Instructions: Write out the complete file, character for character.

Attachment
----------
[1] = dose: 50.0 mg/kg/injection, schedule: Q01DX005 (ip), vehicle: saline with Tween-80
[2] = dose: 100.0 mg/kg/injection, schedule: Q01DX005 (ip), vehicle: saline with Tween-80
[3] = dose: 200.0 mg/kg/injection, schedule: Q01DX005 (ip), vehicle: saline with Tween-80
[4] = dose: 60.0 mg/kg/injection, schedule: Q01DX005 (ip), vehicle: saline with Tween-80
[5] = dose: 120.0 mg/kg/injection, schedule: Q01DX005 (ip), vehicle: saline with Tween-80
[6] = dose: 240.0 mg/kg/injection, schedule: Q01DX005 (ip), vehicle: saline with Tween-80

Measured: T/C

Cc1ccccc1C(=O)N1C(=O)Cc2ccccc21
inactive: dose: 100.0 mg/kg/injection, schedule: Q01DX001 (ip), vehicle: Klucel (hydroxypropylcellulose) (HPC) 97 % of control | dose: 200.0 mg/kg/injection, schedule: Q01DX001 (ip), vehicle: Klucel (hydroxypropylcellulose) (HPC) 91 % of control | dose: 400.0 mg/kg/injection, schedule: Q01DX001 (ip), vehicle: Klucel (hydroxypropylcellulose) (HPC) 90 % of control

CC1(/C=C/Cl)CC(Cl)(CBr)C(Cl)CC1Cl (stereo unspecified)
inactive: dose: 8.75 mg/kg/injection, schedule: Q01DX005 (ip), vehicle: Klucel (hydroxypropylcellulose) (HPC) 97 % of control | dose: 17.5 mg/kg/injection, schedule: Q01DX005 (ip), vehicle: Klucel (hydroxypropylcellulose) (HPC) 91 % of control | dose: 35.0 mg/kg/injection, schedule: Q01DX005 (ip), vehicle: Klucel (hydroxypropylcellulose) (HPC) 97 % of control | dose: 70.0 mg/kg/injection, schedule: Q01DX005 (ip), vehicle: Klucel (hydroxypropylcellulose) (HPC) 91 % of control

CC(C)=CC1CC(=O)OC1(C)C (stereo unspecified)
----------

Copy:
[1] = dose: 50.0 mg/kg/injection, schedule: Q01DX005 (ip), vehicle: saline with Tween-80
[2] = dose: 100.0 mg/kg/injection, schedule: Q01DX005 (ip), vehicle: saline with Tween-80
[3] = dose: 200.0 mg/kg/injection, schedule: Q01DX005 (ip), vehicle: saline with Tween-80
[4] = dose: 60.0 mg/kg/injection, schedule: Q01DX005 (ip), vehicle: saline with Tween-80
[5] = dose: 120.0 mg/kg/injection, schedule: Q01DX005 (ip), vehicle: saline with Tween-80
[6] = dose: 240.0 mg/kg/injection, schedule: Q01DX005 (ip), vehicle: saline with Tween-80

Measured: T/C

Cc1ccccc1C(=O)N1C(=O)Cc2ccccc21
inactive: dose: 100.0 mg/kg/injection, schedule: Q01DX001 (ip), vehicle: Klucel (hydroxypropylcellulose) (HPC) 97 % of control | dose: 200.0 mg/kg/injection, schedule: Q01DX001 (ip), vehicle: Klucel (hydroxypropylcellulose) (HPC) 91 % of control | dose: 400.0 mg/kg/injection, schedule: Q01DX001 (ip), vehicle: Klucel (hydroxypropylcellulose) (HPC) 90 % of control

CC1(/C=C/Cl)CC(Cl)(CBr)C(Cl)CC1Cl (stereo unspecified)
inactive: dose: 8.75 mg/kg/injection, schedule: Q01DX005 (ip), vehicle: Klucel (hydroxypropylcellulose) (HPC) 97 % of control | dose: 17.5 mg/kg/injection, schedule: Q01DX005 (ip), vehicle: Klucel (hydroxypropylcellulose) (HPC) 91 % of control | dose: 35.0 mg/kg/injection, schedule: Q01DX005 (ip), vehicle: Klucel (hydroxypropylcellulose) (HPC) 97 % of control | dose: 70.0 mg/kg/injection, schedule: Q01DX005 (ip), vehicle: Klucel (hydroxypropylcellulose) (HPC) 91 % of control

CC(C)=CC1CC(=O)OC1(C)C (stereo unspecified)